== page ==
Barely had they gone before another uninvited guest apparently showed up, Diosdado Cabello, the President of the National Assembly, and an ally of Mr Maduro. He allegedly said he knew of a plan to assassinate Mr Lopez and urged Ms Tintori and her husband to accept exile in a foreign land of their choosing.
It was an attempt by the regime to remove Mr Lopez and the threat he represented. But by then Ms Tintori had had word from him that he would accept no deals. “I had asked him, ‘Think about what you are doing. Think about your children.’ But he was clear. ‘Exile or hiding myself away is not an alternative. I would then be a prisoner of my soul,’ he said. That’s when I understood. I said, ‘OK, so we are done trying to dissuade him. Now we have to start fighting for him.’”
It was four days later that he emerged from hiding, delivered a short appeal to his followers and submitted to arrest.
As for the ongoing trial, Ms Tintori offers only disgust. She and her family are allowed to attend the hearings that happen almost every week. But the press are barred and there is no record of any of the proceedings, including anything said by the defendant. While the prosecution has brought roughly 100 witnesses to the stand so far, the defence has been allowed none.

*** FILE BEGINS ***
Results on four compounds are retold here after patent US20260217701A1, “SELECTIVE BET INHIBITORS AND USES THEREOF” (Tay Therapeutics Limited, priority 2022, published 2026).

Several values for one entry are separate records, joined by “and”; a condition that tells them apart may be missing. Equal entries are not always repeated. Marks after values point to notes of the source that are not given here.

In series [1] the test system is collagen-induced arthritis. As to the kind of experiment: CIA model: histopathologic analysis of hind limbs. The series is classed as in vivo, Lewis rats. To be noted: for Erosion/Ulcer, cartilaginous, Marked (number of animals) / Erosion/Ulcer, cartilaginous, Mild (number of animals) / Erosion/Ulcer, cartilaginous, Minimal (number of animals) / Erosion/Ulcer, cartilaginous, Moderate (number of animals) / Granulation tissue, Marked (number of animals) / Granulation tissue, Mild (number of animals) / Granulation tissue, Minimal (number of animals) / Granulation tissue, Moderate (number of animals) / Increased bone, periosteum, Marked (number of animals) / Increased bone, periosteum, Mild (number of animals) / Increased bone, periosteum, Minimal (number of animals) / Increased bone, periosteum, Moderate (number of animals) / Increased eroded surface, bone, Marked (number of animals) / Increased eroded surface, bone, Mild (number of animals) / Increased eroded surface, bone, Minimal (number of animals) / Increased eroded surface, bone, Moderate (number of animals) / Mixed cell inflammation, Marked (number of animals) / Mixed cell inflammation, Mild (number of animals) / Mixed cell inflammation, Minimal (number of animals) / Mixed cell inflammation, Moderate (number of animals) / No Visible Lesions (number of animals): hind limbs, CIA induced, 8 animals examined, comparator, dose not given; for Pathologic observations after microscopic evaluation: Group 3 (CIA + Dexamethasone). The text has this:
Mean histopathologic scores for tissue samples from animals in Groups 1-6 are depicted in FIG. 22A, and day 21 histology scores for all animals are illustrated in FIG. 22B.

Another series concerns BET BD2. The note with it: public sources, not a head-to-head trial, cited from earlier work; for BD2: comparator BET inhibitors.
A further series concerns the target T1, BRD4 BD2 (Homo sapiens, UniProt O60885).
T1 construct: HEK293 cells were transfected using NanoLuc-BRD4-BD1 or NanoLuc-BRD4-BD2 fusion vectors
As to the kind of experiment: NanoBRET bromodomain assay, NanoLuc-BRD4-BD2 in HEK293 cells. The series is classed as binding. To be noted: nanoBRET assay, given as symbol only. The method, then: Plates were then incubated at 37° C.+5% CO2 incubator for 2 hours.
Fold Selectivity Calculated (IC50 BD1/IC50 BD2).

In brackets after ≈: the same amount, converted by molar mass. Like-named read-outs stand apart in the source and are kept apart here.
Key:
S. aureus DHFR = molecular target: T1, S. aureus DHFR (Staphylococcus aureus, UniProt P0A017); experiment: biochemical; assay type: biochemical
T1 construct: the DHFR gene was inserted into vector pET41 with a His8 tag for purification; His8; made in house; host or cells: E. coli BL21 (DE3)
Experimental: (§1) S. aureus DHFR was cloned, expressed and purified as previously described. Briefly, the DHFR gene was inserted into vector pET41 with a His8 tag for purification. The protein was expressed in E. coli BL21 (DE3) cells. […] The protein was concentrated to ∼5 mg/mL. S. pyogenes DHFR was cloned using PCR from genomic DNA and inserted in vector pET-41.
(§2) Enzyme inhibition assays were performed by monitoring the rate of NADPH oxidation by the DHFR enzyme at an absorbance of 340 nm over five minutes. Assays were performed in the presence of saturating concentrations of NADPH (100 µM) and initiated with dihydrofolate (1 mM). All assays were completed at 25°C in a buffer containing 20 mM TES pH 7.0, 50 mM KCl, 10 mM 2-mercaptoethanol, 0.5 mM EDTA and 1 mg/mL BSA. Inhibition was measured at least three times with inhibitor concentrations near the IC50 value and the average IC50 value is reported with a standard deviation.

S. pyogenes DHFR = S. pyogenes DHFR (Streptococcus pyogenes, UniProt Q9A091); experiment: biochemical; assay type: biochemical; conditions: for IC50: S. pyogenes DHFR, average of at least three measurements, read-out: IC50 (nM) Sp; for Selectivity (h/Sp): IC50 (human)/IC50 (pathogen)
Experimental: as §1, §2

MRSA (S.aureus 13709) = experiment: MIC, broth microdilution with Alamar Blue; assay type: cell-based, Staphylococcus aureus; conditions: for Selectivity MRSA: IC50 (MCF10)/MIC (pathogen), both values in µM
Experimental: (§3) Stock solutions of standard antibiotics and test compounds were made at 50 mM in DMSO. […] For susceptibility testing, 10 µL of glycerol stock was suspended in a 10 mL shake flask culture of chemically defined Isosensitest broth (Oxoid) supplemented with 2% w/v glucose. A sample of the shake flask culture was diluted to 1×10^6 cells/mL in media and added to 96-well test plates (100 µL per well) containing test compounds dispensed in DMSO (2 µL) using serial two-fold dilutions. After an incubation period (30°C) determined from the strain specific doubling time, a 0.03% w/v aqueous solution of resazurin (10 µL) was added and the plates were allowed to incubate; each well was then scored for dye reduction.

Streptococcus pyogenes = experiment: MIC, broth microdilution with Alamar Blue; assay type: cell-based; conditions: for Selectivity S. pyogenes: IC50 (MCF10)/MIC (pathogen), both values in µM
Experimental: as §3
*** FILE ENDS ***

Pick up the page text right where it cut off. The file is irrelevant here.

Earlier this month Mr Lopez’s father, also Leopoldo, was expelled from the court indefinitely after being caught wearing special glasses with an embedded recording device. Because there was a British diplomat sitting by him, the government formally accused Britain of having supplied Mr Lopez with the glasses. Britain has denied it. Mr Lopez backed London up. “I was caught, and when one of the sheriffs pulled me out, I let the glasses drop and they fell on this British fellow who had nothing to do with it,” he said.